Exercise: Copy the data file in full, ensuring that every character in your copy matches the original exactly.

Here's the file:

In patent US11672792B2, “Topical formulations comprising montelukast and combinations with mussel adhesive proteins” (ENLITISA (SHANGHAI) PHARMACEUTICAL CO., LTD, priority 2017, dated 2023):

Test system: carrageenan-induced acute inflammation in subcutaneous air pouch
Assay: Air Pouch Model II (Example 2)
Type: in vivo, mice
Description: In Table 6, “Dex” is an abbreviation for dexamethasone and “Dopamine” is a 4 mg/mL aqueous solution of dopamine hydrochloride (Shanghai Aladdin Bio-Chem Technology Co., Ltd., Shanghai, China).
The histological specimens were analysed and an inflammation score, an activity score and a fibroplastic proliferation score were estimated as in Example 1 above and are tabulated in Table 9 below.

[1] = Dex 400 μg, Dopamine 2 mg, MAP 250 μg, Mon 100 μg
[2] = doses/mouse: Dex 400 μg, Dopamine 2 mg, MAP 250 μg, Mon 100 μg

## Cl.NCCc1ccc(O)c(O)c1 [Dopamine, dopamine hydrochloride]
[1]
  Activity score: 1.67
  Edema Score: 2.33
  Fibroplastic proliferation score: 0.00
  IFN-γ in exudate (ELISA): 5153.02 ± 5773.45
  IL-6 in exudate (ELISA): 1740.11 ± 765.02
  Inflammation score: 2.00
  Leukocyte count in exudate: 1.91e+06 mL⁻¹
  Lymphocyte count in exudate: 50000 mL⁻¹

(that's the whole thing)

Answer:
In patent US11672792B2, “Topical formulations comprising montelukast and combinations with mussel adhesive proteins” (ENLITISA (SHANGHAI) PHARMACEUTICAL CO., LTD, priority 2017, dated 2023):

Test system: carrageenan-induced acute inflammation in subcutaneous air pouch
Assay: Air Pouch Model II (Example 2)
Type: in vivo, mice
Description: In Table 6, “Dex” is an abbreviation for dexamethasone and “Dopamine” is a 4 mg/mL aqueous solution of dopamine hydrochloride (Shanghai Aladdin Bio-Chem Technology Co., Ltd., Shanghai, China).
The histological specimens were analysed and an inflammation score, an activity score and a fibroplastic proliferation score were estimated as in Example 1 above and are tabulated in Table 9 below.

[1] = Dex 400 μg, Dopamine 2 mg, MAP 250 μg, Mon 100 μg
[2] = doses/mouse: Dex 400 μg, Dopamine 2 mg, MAP 250 μg, Mon 100 μg

## Cl.NCCc1ccc(O)c(O)c1 [Dopamine, dopamine hydrochloride]
[1]
  Activity score: 1.67
  Edema Score: 2.33
  Fibroplastic proliferation score: 0.00
  IFN-γ in exudate (ELISA): 5153.02 ± 5773.45
  IL-6 in exudate (ELISA): 1740.11 ± 765.02
  Inflammation score: 2.00
  Leukocyte count in exudate: 1.91e+06 mL⁻¹
  Lymphocyte count in exudate: 50000 mL⁻¹